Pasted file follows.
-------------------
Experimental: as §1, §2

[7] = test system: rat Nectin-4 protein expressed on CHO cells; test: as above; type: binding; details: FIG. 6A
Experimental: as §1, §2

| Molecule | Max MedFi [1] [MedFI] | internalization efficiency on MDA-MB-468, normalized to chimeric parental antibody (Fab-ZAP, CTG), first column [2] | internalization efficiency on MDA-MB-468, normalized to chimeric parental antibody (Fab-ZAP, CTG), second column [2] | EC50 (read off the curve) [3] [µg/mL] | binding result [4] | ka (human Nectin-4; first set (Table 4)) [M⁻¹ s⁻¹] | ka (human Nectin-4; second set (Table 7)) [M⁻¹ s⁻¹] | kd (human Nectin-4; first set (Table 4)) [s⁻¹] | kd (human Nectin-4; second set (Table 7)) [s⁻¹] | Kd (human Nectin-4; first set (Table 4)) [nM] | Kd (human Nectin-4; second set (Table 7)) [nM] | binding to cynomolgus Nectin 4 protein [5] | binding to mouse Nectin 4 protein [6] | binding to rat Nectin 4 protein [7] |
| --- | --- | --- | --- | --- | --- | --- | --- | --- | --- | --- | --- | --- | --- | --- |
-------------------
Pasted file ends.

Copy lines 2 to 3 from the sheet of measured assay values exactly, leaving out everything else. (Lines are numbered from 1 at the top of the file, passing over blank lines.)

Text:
[7] = test system: rat Nectin-4 protein expressed on CHO cells; test: as above; type: binding; details: FIG. 6A
Experimental: as §1, §2